YASS QUEEN! It worked for me last time we were in Lockdown (or was it the time before that?), when I cracked through an enormous box set of Sarah J Maas fantasy novels, tomes weighty enough to anchor the QE2 in Sydney Harbour…were it not for the fact that we have closed our international borders indefinitely and the mere sighting of a cruise ship off the coast is likely to send most Sydneysiders into a panic faster than you can say “Ruby Princess”…

Quality lockdown reading…

This time the box set I have chosen is Hilary Mantel’s Wolf Hall trilogy. I suspect I’ve already read the first two (the ones that both won the Booker Prize) a long time ago, and the third one — well, it’s as gigantic as the others, and I am looking forward to reading all three. At its best, historical fiction is immersive, and what better time than Lockdown to lose yourself in another time and (hopefully not plague-ridden) place?

And we’re not really all expected to clean our houses from top to bottom all over again are we?

No, seriously — are we?

The Truth Will Set You Free

Telling the truth.

It’s a basic building block of society. A moral imperative. Something we raise our kids to do; something we expect of each other. And yet, in an era where Fake News is a real and troublesome thing, it’s good to be reminded every now and then of how important telling the truth acutally is.

Truthfulness, not surprisingly, is one the Divine Qualities mentioned in the Bhagavad Gita, and while I’ve written about truth before, having the opportunity to view all sorts of virtues through a different lens has kept me interested in exploring the Divine Qualities during the course of this year. And, having spent last year focusing on delight in all its myriad and unexpected forms and often finding joy the tiniest of details, it is equally unsuprising to me that a couple of things have happend to me lately that inspired me to view truthfulness via…ballet.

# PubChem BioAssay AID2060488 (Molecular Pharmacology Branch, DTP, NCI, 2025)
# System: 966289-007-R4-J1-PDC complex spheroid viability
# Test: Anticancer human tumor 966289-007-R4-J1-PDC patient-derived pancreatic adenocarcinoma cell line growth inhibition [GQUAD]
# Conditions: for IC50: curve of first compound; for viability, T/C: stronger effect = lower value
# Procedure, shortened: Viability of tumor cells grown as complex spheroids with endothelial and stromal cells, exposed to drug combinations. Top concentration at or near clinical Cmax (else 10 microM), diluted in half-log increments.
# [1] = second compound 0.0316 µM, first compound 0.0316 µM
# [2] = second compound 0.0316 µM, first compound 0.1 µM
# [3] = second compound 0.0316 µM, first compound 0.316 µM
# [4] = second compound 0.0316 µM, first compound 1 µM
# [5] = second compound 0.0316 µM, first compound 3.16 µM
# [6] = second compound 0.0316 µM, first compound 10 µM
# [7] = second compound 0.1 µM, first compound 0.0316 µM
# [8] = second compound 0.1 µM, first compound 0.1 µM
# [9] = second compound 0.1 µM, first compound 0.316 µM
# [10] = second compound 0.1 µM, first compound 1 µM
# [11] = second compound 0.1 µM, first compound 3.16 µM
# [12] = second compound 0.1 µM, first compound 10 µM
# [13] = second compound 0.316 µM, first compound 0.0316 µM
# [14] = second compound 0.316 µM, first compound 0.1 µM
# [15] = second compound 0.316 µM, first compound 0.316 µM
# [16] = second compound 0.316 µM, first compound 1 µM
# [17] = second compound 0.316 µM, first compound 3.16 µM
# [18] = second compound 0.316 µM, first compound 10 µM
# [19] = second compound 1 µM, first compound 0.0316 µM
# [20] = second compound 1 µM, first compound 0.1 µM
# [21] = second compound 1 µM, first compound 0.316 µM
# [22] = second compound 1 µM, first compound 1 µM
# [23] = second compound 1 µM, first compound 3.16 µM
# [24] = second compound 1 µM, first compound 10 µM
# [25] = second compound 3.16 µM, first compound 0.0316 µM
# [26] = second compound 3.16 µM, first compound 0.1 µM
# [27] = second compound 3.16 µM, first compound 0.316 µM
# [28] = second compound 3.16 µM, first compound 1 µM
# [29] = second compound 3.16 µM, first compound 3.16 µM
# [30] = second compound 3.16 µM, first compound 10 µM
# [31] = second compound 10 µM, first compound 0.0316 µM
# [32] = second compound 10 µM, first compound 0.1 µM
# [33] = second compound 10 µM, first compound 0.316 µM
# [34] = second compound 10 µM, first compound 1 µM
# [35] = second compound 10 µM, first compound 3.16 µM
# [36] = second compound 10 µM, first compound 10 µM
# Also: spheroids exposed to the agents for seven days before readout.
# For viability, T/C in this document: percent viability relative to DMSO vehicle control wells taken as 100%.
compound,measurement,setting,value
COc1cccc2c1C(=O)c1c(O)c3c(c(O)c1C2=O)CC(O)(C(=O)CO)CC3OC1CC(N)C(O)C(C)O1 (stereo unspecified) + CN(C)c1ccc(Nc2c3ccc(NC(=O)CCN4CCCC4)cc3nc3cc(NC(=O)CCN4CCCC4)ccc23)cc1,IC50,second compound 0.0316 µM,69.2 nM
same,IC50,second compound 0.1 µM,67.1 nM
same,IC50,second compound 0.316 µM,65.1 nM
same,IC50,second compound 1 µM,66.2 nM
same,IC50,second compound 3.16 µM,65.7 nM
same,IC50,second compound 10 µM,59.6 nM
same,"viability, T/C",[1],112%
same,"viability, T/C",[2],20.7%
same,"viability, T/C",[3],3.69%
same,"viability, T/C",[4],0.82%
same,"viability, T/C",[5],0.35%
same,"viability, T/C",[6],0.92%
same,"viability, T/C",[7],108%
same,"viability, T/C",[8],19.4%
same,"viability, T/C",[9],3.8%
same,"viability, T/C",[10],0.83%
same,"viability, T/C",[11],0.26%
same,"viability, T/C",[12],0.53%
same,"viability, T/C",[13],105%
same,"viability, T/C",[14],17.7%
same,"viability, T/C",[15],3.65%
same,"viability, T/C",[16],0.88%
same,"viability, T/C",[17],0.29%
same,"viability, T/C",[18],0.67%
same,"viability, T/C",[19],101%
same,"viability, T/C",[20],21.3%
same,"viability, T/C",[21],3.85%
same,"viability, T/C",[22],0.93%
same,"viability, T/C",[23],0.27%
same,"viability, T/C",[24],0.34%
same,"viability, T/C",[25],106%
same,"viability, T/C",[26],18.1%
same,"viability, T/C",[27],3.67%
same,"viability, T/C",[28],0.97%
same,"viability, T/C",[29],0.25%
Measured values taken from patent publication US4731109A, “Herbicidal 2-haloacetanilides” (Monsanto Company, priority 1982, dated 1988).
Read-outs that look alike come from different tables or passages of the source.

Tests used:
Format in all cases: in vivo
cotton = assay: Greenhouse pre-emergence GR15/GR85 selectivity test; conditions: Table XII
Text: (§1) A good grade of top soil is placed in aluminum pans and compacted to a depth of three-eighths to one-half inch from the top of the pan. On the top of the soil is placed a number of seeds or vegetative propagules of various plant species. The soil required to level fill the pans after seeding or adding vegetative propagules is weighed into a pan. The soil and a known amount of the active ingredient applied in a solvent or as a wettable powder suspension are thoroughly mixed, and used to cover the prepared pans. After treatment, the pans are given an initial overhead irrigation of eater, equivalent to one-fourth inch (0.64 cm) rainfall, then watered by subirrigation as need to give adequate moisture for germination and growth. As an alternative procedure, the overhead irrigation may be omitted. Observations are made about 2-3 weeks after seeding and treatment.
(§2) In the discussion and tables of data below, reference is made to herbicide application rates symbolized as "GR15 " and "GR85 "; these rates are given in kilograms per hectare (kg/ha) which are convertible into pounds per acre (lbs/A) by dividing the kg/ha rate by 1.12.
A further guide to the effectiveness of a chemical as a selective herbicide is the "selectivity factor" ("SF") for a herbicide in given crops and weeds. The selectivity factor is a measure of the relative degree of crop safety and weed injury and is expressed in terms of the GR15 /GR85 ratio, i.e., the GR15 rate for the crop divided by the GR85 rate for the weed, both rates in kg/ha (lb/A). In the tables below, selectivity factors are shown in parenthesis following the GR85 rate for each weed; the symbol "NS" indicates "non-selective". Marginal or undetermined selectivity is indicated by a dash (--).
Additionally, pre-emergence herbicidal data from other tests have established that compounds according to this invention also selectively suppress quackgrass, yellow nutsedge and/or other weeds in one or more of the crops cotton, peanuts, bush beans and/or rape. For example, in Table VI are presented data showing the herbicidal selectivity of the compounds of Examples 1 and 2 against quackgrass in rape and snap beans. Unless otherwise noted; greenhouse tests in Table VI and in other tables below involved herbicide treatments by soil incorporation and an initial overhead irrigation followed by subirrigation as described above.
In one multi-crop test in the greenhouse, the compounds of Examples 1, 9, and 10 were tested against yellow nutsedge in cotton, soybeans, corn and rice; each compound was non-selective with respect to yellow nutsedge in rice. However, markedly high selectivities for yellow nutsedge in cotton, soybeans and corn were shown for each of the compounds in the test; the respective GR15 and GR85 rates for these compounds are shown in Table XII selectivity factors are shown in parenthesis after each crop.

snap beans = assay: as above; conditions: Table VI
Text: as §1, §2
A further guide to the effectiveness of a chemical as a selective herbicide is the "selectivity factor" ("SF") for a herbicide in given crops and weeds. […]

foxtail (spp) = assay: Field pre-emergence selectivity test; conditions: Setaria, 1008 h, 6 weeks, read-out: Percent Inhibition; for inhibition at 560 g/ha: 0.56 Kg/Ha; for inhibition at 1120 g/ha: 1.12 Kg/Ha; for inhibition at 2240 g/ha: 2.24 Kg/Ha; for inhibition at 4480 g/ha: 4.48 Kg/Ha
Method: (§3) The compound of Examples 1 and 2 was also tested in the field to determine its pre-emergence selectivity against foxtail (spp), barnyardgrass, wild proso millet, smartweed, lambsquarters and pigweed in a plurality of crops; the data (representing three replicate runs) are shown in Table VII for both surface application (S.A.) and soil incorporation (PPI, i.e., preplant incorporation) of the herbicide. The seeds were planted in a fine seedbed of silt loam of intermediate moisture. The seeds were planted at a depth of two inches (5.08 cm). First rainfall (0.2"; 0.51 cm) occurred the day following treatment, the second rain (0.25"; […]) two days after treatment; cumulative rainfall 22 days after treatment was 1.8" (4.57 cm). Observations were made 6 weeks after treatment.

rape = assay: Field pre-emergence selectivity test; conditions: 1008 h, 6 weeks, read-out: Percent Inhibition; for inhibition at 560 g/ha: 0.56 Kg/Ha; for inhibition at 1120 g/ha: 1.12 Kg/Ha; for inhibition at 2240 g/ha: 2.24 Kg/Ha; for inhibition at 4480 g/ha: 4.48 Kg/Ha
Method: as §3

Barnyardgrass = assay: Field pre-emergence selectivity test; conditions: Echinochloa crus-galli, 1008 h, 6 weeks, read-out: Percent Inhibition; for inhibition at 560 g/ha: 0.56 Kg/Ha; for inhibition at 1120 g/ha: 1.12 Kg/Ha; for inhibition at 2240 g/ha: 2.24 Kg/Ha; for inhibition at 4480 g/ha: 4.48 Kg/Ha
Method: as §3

Yes, ballet.

Relax, please relax — I’m not about to include video footage of myself or anyone else explaining truth via interpretative dance.

Rather, the first oddly inspirational thing that happened was that I didn’t go to the Ballet, even though I had planned to see the Australian Ballet’s final Sydney peformance of Counterpointe. The truth, difficult as it was to admit to myself, was that I was simply too tired to go. Circumstances (think sick kids, a bunch of meetings, various deadlines, a whole pile of domestic detritus and an emergency call to the Fire Brigade when my car unexpectedly started spewing petrol from its undercarriage) conspired against me, and I was exhausted.

So I owned it.

And I didn’t go.

I didn’t go, even though I would have genuinely loved to. I didn’t go, despite the fact it meant I missed out on the first live performance I’d planned to see since COVID hit. I didn’t go, which means I haven’t ventured across the Sydney Harbour Bridge in well over a year.